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You are in: Northamptonshire » A Sense Of Place

July 2004
300 years of teaching
Children at St Peter's School, Raunds
Children celebrate 300 years of their school
Children from St Peter's Junior School, Raunds, have celebrated the school's 300th birthday.

Here, head teacher Leah Stirrat looks back at St Peter's long history.

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St Peter's School

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There are many schools which can trace their foundations back to Victorian times and a few to even earlier roots, but there are a few things which make the history of St. Peter's CE Junior School interesting and probably fairly unique.

• It was founded by a woman in 1704 and at this time in history there were very few educated or influential women.
• She appears to have been wealthy in her own right.
• We have the copies of evidence going back to 1704 including her will.
•Over the 300 years there has been only two female head teachers
• There are only two surviving head teachers, myself and my predecessor.

Who was this woman?

She was Catherine Pepys, nee Grumbold, who was born in Raunds but left to go to Cottenham in Cambridgeshire when she married a cousin of Samuel Pepys (The famous diarist).

Her own family, the Grumbolds are equally interesting. Her parents were Edward and Mary Grumbold. It seems likely the family owned quarries in the areas surrounding Raunds and the stone they excavated was much sought after and used for mantelpieces as it could be polished. It was known as "Raunds Marble."

Clare Bridge, Cambridge
Clare Bridge, Cambridge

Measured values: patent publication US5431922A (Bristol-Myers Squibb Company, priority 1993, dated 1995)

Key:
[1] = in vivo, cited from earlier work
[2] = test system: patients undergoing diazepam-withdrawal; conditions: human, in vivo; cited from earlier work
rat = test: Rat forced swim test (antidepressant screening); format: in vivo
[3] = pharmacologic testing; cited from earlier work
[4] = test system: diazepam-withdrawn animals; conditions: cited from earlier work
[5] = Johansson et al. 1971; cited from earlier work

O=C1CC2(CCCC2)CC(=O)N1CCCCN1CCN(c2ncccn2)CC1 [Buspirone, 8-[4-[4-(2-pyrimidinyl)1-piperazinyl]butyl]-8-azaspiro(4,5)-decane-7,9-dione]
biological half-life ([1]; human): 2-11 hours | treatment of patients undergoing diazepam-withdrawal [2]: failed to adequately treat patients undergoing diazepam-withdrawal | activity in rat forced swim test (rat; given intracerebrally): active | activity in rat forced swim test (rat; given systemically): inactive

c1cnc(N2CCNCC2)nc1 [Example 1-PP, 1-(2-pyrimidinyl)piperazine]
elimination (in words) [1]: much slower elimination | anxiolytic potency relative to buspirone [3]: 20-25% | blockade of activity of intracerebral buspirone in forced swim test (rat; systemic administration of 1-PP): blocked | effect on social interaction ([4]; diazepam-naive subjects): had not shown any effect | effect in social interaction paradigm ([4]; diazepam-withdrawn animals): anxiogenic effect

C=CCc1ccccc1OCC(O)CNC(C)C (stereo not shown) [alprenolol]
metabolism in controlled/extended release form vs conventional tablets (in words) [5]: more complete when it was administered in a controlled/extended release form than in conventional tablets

Both Catherine's Uncle Thomas and brother, Robert, were master stone masons and builders, but it is their links with other well-known famous people of their time which makes them so interesting. It seems Thomas knew Inigo Jones but Thomas's most influential work was at the University of Cambridge. Some writers think he designed the Clare Bridge. Others think Thomas was only the builder. But it was his nephew, Robert, who was to really make his mark upon Cambridge and other places. The Wren Library was completed in 1695, having been designed by Sir Christopher Wren and the actual building work was overseen by Robert Grumbold who chose the exterior stone from a quarry in Rutland.

From my research I have also discovered an earlier Grumbold, William who designed the Market House at Rothwell for Sir Thomas Tresham (1545 -1605).

It can be seen that Catherine's family were involved with and knew many influential people of their time. Robert obviously travelled about the country and no doubt Catherine may well have been to both London and Cambridge with him. Where she met her husband, we do not know but it was certainly a match between two wealthy families.

Catherine's Will

Catherine's signature
Catherine's signature on her Will

The document is three pages long and is clearly signed by Catherine herself and dated 1703. It is quite difficult to read but it definitely states that she left £100 to both Cottenham and Raunds. At Cottenham she nominated the first master and stipulated that his successors were to be born in Cottenham, a rule observed until 1828.

At Cottenham, the money was to be used to pay a master to teach 16 poor boys for free, but the wording concerning Raunds states "poor children" and according to records of 1st September 1704, the following pupils were taught by Thomas Teale, the parish clerk.

• Thomas Infield - son of Sarah
• Frances Hall - son of Francis
• Daughter of Widow White
• James Teale son of Thomas Teale
• John Whitmea's son
•James Dowglas's child
•Son of William Smith
•Susannah daughter of Robert Sutton
•Judeth - daughter of Widow Somes
• Anne - daughter of John Ekins
• Elizabeth Sawyer - daughter of James
• Daughter of Widow Barnett.

The story continues »

 


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